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Sabah, the poorest

November 29, 2010

Sabah poverty rate missing from 10th Plan

Sun, 28 November 2010 09:57

By Joe Fernandez

KOTA KINABALU: Sabah’s poverty rate is not shown in the 10th Malaysia Plan (2011-2015) unlike the previous plan which acknowledged that the state was among the most economically backward in the country. The Ninth Malaysia Plan (2006-2010) even had an index to show how the poverty rate was calculated.

Visiting Universiti Kebangsaan Malaysia (UKM) Professor Junaenah Sulehan made these startling disclosure here recently. She was commenting on a World Bank report earlier this month which had confirmed that Sabah was the poorest state in the country.

“The Ninth Plan registered Sabah’s poverty at 23% which is high compared with other states,” said Junaenah. “It’s not just Sabah. There are other poor states as well including Sarawak where I come from.”

She said poverty can be measured by two tools: one based on income and the other on aspects like nutrition, health, security and other indicators. The first tool, income, is difficult to apply in the rural areas since many people don’t have a monthly income, she added. “So, whatever the rural people produce for their food is counted as income.”

Junaenah attributed poverty in Sabah and Sarawak to geographical and distance factors or what economists call a structural problem, among others.

She said that there were many isolated communities which are cut of from the rest of the world and travel is only possible by foot or boat.

Also, there are other problems like inadequate political institutions, lack of co-operation and coordination among government agencies and the problem of duplication. “In the end, nothing trickles down to the grassroots,” she said. “Every department waits for the other to act.”

Abyss of poverty

The professor points out that since those categorised as poor are mostly rural women, something has to be done for them. The answer lies in participation and empowerment, according to her, to get them out of the abyss of poverty.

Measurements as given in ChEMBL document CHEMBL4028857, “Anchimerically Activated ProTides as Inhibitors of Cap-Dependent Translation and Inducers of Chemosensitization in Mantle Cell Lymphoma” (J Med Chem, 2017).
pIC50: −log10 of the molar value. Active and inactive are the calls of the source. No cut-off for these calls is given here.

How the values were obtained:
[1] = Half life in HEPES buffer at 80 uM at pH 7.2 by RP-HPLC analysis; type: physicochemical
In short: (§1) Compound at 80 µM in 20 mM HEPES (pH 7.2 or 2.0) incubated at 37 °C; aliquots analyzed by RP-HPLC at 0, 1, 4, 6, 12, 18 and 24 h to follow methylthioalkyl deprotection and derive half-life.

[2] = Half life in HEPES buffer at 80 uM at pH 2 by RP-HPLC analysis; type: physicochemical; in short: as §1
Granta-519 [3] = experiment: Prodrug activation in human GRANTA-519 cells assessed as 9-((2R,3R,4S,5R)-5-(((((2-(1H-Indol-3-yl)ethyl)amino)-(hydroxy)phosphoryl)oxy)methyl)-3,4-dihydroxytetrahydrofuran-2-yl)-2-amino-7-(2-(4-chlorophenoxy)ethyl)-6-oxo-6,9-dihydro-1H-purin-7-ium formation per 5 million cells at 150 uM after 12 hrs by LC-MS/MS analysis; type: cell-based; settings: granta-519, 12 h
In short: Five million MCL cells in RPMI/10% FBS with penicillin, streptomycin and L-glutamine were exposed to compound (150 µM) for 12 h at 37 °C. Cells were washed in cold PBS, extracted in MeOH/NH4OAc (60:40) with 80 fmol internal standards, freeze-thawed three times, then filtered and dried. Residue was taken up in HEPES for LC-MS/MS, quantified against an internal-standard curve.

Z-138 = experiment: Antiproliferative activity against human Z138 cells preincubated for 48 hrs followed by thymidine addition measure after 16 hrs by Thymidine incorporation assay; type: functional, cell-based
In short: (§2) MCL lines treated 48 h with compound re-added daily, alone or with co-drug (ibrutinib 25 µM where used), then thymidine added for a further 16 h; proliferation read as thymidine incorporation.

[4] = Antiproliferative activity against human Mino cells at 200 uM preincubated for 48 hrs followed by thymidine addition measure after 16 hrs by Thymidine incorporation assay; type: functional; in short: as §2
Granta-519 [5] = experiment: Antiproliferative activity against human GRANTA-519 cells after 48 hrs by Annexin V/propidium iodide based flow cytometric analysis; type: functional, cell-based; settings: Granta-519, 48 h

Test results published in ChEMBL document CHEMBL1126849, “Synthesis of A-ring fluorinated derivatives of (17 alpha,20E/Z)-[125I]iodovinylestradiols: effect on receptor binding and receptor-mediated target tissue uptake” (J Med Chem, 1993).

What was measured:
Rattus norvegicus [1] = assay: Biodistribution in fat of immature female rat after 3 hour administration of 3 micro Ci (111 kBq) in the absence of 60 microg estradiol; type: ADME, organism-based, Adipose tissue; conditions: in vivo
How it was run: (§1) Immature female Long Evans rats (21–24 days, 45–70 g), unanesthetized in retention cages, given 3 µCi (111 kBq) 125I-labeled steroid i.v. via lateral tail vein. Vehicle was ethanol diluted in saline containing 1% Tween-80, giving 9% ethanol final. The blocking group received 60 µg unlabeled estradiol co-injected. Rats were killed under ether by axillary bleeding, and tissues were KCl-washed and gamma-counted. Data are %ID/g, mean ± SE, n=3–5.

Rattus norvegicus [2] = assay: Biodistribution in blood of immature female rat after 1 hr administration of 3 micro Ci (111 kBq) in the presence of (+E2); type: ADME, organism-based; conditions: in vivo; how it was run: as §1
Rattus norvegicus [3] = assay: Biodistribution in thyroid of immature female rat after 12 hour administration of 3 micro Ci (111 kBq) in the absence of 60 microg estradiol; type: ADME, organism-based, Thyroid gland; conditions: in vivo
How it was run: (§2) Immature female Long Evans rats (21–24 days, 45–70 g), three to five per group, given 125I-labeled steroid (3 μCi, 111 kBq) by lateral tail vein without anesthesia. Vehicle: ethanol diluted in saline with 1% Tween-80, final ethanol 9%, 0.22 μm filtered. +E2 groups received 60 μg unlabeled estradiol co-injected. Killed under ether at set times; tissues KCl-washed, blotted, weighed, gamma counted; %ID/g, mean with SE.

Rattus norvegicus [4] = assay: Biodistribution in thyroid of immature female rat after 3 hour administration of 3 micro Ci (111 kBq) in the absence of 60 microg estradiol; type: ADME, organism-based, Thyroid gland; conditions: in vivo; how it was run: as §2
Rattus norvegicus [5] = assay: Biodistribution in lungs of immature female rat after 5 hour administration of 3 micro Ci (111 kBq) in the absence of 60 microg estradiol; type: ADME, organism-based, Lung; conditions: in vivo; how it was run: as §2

The professor’s remarks have struck a chord with leaders across both sides of the political divide in the state.

Kundasang state assemblyman Joachim Gunsalam conceded that his constituency has a high poverty rate. Among the contributing factors, he cited the lack of basic infrastructure such as roads, bridges, water as well as electricity supply and the distance from government service centres.

“Barisan Nasional (BN) lost in this area in the 11th general election and won by only four votes the last time,” said Gunasalam who expressed misgivings about his chances in the constituency at the next general election. “The opposition is telling the people that the BN only gave projects to its cronies.”

Pantai Manis state assemblyman Abdul Rahim Ismail remains pessimistic that Sabah can go forward unless the state government takes serious measures to revamp the economy and step up efforts to bring down the poverty level.

“The state’s allocation of RM162.12 million to change the fate of the hardcore poor and the poor in the rural areas is very small,” he said.

He lamented that Petronas had contributed to the poverty rate in Sabah by declaring 240sq km covering Kimanis Bay, Bongawan and Papar as an exclusive zone for the oil and gas terminal project in Kimanis. This has affected hundreds of coastal fishermen who are already listed in the poor category.

“I would like to know whether Petronas plans to give any cash assistance to the fishermen whose livelihood has been affected by the Kimanis terminal project,” said Abdul Rahim.

Sabah Progressive Party (SAPP) state assemblywoman for Luyang, Melanie Chia, wonders what has happened to all the federal and state government allocations all these years for poverty eradication programmes.

“It’s claimed that millions have been spent over the years but the people who are supposed to benefit from these programmes remain poor,” she said. “Giving out money during elections and by-elections cannot cover up the true situation on the ground.”

The state government has listed 11,956 hardcore poor households in the state and a further 20,046 poor households up to Nov 9 this year, according to figures released by the state rural development ministry.

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